Search Images Maps Play YouTube News Gmail Drive More »
Sign in
Screen reader users: click this link for accessible mode. Accessible mode has the same essential features but works better with your reader.

Patents

  1. Advanced Patent Search
Publication numberUS8196206 B1
Publication typeGrant
Application numberUS 11/742,455
Publication dateJun 5, 2012
Filing dateApr 30, 2007
Priority dateApr 30, 2007
Also published asUS20120227110
Publication number11742455, 742455, US 8196206 B1, US 8196206B1, US-B1-8196206, US8196206 B1, US8196206B1
InventorsPaul Nicholas Gartside, George L. Heron, Christopher S. Bolin
Original AssigneeMcafee, Inc.
Export CitationBiBTeX, EndNote, RefMan
External Links: USPTO, USPTO Assignment, Espacenet
Network browser system, method, and computer program product for scanning data for unwanted content and associated unwanted sites
US 8196206 B1
Abstract
A system, method, and computer program product are provided for scanning data for unwanted content and unwanted sites in response to a user request. In use, a user request is received via a network to scan data prior to downloading the data utilizing a network browser. In addition, the data is scanned for unwanted content and associated unwanted sites in response to the user request. Further, a response is sent to the user via the network.
Images(7)
Previous page
Next page
Claims(23)
1. A method, comprising:
receiving, via a network, a user request to scan data prior to downloading the data utilizing a network browser, wherein the user request is triggered by selection of the data, and wherein the user request includes a source of the data and a history of the data, which is indicative of a number of times the data was previously downloaded;
scanning the data for unwanted content and associated unwanted sites; and
sending a response to the user request via the network.
2. The method of claim 1, wherein the user request includes a link associated with the data.
3. The method of claim 1, wherein the user request includes a hash of the data.
4. The method of claim 1, wherein the user request includes additional information associated with the data.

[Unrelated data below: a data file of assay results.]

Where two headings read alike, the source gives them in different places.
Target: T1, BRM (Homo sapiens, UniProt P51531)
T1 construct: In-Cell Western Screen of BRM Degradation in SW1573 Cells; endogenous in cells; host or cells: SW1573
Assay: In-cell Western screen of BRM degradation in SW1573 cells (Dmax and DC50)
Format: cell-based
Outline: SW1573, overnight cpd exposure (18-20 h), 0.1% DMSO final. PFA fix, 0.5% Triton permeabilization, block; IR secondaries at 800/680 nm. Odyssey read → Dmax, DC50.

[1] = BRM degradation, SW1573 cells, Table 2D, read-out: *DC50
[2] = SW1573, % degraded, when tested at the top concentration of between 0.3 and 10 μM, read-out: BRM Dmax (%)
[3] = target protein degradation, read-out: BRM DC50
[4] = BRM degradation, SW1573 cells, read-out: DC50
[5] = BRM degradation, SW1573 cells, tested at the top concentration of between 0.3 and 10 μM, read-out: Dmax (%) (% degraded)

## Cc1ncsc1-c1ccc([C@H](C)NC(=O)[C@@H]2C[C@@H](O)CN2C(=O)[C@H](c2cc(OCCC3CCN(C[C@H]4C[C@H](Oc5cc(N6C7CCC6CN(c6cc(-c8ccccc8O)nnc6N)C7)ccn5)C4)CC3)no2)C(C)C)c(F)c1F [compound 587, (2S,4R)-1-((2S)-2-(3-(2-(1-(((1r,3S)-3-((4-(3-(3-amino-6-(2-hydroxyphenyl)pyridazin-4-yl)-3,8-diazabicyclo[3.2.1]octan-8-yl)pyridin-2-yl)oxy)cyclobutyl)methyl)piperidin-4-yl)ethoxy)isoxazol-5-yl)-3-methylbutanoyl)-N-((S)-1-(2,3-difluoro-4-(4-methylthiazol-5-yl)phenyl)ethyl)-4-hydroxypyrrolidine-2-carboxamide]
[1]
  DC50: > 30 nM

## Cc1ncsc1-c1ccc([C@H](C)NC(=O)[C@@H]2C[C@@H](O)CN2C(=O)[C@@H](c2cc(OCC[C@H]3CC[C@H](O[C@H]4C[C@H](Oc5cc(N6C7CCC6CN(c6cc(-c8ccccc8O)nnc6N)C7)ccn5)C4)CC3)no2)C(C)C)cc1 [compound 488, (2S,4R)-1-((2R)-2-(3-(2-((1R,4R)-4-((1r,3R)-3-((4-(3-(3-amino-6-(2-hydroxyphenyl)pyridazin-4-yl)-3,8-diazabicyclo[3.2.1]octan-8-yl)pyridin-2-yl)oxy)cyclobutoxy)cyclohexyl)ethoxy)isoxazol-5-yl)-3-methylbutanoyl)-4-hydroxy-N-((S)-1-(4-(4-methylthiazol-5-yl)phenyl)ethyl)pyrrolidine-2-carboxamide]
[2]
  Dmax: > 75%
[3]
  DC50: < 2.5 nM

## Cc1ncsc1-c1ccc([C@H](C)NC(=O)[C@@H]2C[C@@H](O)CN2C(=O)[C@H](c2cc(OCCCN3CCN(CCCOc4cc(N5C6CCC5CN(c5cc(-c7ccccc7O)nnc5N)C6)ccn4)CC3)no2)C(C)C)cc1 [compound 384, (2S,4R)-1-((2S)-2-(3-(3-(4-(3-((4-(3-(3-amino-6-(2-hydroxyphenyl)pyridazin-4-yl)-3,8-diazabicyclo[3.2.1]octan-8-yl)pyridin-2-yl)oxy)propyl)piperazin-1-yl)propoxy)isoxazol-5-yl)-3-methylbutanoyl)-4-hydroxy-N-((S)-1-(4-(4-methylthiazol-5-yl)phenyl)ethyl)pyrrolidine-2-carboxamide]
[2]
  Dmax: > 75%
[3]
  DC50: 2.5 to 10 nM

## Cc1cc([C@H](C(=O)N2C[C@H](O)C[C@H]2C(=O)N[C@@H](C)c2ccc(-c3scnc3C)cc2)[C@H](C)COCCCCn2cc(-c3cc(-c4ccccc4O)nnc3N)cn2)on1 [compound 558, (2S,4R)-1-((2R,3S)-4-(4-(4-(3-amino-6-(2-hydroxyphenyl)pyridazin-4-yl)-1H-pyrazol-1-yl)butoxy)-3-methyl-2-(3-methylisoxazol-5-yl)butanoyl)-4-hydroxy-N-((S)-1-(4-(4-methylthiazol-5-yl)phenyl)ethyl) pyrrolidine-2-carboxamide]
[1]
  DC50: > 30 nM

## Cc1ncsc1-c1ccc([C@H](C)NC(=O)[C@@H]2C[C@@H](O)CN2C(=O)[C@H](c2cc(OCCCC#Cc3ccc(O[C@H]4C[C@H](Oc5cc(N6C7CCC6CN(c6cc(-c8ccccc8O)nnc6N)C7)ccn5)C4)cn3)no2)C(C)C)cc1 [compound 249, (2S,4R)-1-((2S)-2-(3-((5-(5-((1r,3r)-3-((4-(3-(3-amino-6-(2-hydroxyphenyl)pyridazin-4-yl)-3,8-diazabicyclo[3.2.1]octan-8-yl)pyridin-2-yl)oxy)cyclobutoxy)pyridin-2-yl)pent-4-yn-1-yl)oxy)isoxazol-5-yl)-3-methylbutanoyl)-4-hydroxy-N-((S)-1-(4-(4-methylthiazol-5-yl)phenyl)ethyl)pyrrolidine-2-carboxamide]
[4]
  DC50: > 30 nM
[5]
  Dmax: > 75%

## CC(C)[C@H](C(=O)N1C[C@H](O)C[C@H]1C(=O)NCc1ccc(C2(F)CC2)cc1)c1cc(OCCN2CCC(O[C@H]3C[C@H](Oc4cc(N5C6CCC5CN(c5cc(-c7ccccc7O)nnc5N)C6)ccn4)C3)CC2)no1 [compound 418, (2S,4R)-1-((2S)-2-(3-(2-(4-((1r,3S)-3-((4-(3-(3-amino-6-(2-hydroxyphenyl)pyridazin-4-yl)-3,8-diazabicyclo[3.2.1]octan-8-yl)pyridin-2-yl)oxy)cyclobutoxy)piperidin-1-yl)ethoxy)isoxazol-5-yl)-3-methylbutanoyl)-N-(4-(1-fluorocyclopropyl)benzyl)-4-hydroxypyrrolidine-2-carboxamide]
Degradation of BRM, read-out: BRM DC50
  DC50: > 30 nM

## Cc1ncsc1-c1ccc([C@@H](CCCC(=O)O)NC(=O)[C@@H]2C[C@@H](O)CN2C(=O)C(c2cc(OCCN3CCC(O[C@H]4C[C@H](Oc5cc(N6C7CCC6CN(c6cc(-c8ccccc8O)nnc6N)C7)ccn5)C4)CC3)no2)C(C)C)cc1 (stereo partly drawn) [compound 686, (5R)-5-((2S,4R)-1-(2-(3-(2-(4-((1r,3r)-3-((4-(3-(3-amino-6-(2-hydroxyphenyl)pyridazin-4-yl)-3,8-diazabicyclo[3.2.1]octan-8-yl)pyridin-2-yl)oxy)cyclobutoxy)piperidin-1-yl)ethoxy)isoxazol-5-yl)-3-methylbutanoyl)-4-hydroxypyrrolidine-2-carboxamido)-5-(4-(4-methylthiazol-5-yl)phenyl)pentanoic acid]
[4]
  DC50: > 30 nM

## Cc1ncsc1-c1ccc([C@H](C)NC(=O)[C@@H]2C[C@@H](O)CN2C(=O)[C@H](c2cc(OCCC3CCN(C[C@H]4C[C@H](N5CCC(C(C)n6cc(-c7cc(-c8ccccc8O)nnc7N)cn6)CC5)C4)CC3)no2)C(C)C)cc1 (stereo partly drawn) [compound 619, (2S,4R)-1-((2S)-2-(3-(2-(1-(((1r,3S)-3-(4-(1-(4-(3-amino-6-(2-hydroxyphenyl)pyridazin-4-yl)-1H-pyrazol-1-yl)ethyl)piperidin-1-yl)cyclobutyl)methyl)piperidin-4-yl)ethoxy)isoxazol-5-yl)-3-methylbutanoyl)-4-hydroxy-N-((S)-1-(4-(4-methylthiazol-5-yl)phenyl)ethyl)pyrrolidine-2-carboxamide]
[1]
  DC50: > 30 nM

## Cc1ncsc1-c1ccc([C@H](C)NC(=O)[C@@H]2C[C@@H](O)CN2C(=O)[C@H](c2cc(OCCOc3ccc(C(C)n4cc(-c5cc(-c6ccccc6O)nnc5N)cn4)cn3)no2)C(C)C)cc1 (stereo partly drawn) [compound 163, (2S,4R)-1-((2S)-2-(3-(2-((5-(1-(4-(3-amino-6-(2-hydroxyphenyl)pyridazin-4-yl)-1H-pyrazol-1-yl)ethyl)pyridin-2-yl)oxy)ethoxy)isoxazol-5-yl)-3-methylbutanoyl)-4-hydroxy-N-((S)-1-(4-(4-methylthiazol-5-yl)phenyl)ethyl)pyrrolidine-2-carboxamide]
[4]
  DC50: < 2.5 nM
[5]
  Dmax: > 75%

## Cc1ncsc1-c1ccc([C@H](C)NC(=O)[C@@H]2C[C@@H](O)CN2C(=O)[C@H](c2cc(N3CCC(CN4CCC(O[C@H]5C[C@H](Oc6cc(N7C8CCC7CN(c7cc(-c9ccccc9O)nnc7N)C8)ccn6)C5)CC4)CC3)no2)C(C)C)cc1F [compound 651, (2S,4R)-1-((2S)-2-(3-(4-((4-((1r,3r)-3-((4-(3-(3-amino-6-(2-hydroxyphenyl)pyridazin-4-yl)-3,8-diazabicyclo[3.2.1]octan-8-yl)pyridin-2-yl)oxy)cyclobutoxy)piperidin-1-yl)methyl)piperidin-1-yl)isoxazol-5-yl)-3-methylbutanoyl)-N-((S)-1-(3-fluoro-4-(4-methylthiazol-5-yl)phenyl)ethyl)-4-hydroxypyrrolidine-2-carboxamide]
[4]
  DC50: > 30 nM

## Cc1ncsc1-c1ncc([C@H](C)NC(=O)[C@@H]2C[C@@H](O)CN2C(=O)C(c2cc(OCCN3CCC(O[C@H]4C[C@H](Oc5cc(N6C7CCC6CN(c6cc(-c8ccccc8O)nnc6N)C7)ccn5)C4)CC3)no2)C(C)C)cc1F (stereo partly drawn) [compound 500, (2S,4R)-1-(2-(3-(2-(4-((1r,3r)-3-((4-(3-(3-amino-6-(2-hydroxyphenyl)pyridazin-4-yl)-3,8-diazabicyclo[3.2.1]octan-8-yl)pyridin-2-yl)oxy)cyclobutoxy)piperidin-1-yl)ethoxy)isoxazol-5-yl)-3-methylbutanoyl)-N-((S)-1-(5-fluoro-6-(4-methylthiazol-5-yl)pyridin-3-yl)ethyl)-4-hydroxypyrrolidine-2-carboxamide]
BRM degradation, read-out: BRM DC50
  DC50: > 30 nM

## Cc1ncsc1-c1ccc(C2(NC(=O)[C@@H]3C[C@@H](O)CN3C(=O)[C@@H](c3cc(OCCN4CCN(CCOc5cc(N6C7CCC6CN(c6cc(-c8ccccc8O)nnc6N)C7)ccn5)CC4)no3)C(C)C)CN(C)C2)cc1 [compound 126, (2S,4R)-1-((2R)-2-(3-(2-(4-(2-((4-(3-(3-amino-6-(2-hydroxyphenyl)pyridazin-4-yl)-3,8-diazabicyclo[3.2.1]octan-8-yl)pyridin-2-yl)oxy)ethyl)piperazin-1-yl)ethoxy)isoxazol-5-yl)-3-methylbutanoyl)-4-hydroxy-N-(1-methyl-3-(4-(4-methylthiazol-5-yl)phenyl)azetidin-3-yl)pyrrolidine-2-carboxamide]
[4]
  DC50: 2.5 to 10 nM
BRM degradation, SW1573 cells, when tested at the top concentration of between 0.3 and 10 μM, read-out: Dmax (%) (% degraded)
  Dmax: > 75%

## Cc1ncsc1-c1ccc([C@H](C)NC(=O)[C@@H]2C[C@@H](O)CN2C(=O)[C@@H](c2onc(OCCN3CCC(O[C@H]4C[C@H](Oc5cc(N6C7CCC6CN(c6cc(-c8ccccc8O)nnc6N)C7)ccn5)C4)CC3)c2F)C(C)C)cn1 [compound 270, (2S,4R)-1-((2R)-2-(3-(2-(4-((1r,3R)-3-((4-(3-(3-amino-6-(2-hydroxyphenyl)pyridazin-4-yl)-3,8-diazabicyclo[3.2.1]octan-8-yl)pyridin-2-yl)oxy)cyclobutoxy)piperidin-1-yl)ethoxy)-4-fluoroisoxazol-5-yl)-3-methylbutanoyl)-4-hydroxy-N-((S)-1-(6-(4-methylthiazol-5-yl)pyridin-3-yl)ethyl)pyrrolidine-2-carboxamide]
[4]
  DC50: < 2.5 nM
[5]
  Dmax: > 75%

5. The method of claim 4, wherein the additional information includes at least one of a path by which the data is communicated, and a behavior of the data.
6. The method of claim 1, wherein the data is scanned by performing a comparison of the data with known data stored in a database.
7. The method of claim 6, wherein the known data includes at least one of known clean data and known unwanted data.
8. The method of claim 6, wherein the response is sent in response to the comparison resulting in a match.
9. The method of claim 1, wherein the data is scanned by performing an automated analysis of the data and information associated therewith.
10. The method of claim 9, wherein the response is sent in response to the automated analysis indicating that the data is clean.
11. The method of claim 1, wherein the data is scanned by performing a manual analysis of the data.
12. The method of claim 11, wherein the response is sent in response to the manual analysis indicating that the data is clean.
13. The method of claim 1, wherein a database of known data is updated based on the scanning.
14. The method of claim 1, wherein the response prompts a display of a notification to a user.
15. The method of claim 1, wherein the user request is prompted by a mouse click.
16. The method of claim 1, wherein the user request is prompted utilizing a network browser tool bar.
17. The method of claim 1, wherein the unwanted data includes malware.
18. The method of claim 1, wherein the unwanted sites includes at least one of phishing sites and sites including the unwanted content.
19. The method of claim 1, wherein the request is generated utilizing an application program associated with the network browser.
20. A computer program product embodied on a non-transitory computer readable medium, comprising:
computer code for transmitting, via a network, a user request to scan data prior to downloading the data utilizing a network browser, wherein the user request is triggered by selection of the data, and wherein the user request includes a source of the data and a history of the data, which is indicative of a number of times the data was previously downloaded; and
computer code for receiving a response to the user request via the network, the response reflecting a scan of the data for unwanted content and associated unwanted sites that was performed.
21. The computer program product of claim 20, wherein the transmitting is performed by a plug-in installed in association with the network browser.
22. A system, comprising:
a processor;
an application program installed on a client for transmitting, via a network, a user request to scan data prior to downloading the data utilizing a network browser, wherein the user request is triggered by selection of the data, and wherein the user request includes a source of the data and a history of the data, which is indicative of a number of times the data was previously downloaded; and